Automakers are scrambling for more small and fuel-efficient cars and hybrids as sales of once popular trucks and sport utility vehicles evaporate under the weight of rising fuel prices. "This was a watershed month," says Jim Farley, Ford Motor Co.'s group executive for marketing and sales, following news that the company suffered another huge drop in trucks sales in May. Trucks and sport utility vehicles accounted for 47% of Ford's sales as recently as February but only 34% in May, as consumers opted for compact and subcompact passenger cars. General Motors is adding a third shift at a two assembly plants to meet the rising demand for smaller cars even as it prepares to close four truck plants and puts its entire Hummer operation under review for a possible sale.
The sudden shift in consumer demand has left manufacturers facing a major challenge in keeping their showrooms filled with hybrid vehicles. Sales of the Toyota Prius actually dropped in May because the company didn't have any more vehicles to sell. In an industry where a two-month supply of vehicles is considered the norm, Toyota supplies of key hybrid models are being measured in single digits, says Toyota Motor Sales vice president Bob Carter. About 20% of all Toyota Camrys sold in the U.S. are now hybrids, making them more popular than models equipped with a V6 engine. (Meanwhile, Toyota is sitting on 100-day supply of unsold pickup trucks.)
But another problem in keeping up with demand is an acute shortage of the nickel-metal-hydride batteries required for hybrid vehicles. GM's launch of its new hybrid-SUVs has been delayed for nearly three months by a labor dispute at a key supplier of the batteries. And Toyota's chances of getting more hybrids into showrooms is foundering on the battery shortage. "We can't produce enough batteries right now," Carter says. A new plant for the nickel-metal-hydride batteries won't come on line until 2010. GM is deep into negotiations to purchase the battery subsidiary of Detroit-based Energy Conversion Devices, to give it better access to the batteries. The irony is that the batteries are virtually identical to those GM declined to put in first generation vehicles back in the 1990s, as related in a recent documentary Who Killed The Electric Car.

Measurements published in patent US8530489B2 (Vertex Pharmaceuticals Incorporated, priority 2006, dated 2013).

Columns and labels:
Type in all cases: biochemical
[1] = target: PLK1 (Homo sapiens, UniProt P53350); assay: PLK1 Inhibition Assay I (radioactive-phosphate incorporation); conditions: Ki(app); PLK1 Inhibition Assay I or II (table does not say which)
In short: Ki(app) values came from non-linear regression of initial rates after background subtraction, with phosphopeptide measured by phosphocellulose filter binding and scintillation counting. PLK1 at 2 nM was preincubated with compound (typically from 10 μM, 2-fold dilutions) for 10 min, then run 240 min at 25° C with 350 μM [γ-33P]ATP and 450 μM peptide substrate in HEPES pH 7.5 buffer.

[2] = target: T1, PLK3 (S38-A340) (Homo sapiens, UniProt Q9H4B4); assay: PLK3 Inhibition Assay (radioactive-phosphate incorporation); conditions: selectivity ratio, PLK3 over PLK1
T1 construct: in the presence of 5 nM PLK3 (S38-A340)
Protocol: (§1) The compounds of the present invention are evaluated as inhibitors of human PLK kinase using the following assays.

Ford is facing a similar problem: it simply cannot get enough of the batteries to keep up with the demand for its Ford Escape and Mercury Mariner hybrid models, says spokesman George Pipas. Ford currently has access to only 24,000 of the special batteries under a contract it signed years ago, he says. "The supply of batteries is capped."
The demand for hybrid batteries will only grow. GM Chairman Richard Wagoner says his company plans to have eight hybrid models on the road by the end of 2008. "Our view is today's levels are a far more accurate prediction of where fuel prices are going to be in the future," he says. "It appears we have reached a tipping point. Global demand is ahead of global supply. Certainly it looks like the energy demand is going to grow." Honda, which posted record sales in May thanks to the popularity of its compact Civic, also is amping up the production of hybrid vehicles in the next several months. Honda's new small gasoline/electric hybrid vehicle will have expected annual global sales of 200,000 units per year approximately 100,000 of which are bound for the North American market starting next year.